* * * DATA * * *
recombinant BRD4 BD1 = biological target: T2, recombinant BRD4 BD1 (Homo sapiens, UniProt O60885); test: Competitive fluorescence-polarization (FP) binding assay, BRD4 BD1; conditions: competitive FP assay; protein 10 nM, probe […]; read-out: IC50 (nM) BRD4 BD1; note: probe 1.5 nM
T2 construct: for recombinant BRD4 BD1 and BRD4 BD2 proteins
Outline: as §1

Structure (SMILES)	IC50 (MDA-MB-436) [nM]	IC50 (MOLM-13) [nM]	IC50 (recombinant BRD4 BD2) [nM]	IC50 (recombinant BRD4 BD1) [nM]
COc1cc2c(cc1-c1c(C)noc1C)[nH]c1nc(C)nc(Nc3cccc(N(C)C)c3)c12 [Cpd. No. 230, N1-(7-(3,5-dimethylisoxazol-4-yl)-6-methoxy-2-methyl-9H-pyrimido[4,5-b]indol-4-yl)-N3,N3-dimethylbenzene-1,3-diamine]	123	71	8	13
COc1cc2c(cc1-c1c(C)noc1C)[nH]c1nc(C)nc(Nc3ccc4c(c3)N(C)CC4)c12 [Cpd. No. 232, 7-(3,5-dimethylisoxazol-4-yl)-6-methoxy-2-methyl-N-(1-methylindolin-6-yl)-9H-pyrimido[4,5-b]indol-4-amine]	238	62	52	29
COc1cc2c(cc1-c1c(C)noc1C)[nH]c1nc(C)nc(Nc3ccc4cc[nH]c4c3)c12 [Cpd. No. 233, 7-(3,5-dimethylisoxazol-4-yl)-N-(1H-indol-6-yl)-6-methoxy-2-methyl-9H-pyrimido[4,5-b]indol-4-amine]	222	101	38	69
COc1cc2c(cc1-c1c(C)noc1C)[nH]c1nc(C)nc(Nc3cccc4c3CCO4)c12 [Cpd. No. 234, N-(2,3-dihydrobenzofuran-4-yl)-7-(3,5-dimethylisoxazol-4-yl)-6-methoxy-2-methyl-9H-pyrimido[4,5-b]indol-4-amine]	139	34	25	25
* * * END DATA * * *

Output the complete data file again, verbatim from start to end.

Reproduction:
recombinant BRD4 BD1 = biological target: T2, recombinant BRD4 BD1 (Homo sapiens, UniProt O60885); test: Competitive fluorescence-polarization (FP) binding assay, BRD4 BD1; conditions: competitive FP assay; protein 10 nM, probe […]; read-out: IC50 (nM) BRD4 BD1; note: probe 1.5 nM
T2 construct: for recombinant BRD4 BD1 and BRD4 BD2 proteins
Outline: as §1

Structure (SMILES)	IC50 (MDA-MB-436) [nM]	IC50 (MOLM-13) [nM]	IC50 (recombinant BRD4 BD2) [nM]	IC50 (recombinant BRD4 BD1) [nM]
COc1cc2c(cc1-c1c(C)noc1C)[nH]c1nc(C)nc(Nc3cccc(N(C)C)c3)c12 [Cpd. No. 230, N1-(7-(3,5-dimethylisoxazol-4-yl)-6-methoxy-2-methyl-9H-pyrimido[4,5-b]indol-4-yl)-N3,N3-dimethylbenzene-1,3-diamine]	123	71	8	13
COc1cc2c(cc1-c1c(C)noc1C)[nH]c1nc(C)nc(Nc3ccc4c(c3)N(C)CC4)c12 [Cpd. No. 232, 7-(3,5-dimethylisoxazol-4-yl)-6-methoxy-2-methyl-N-(1-methylindolin-6-yl)-9H-pyrimido[4,5-b]indol-4-amine]	238	62	52	29
COc1cc2c(cc1-c1c(C)noc1C)[nH]c1nc(C)nc(Nc3ccc4cc[nH]c4c3)c12 [Cpd. No. 233, 7-(3,5-dimethylisoxazol-4-yl)-N-(1H-indol-6-yl)-6-methoxy-2-methyl-9H-pyrimido[4,5-b]indol-4-amine]	222	101	38	69
COc1cc2c(cc1-c1c(C)noc1C)[nH]c1nc(C)nc(Nc3cccc4c3CCO4)c12 [Cpd. No. 234, N-(2,3-dihydrobenzofuran-4-yl)-7-(3,5-dimethylisoxazol-4-yl)-6-methoxy-2-methyl-9H-pyrimido[4,5-b]indol-4-amine]	139	34	25	25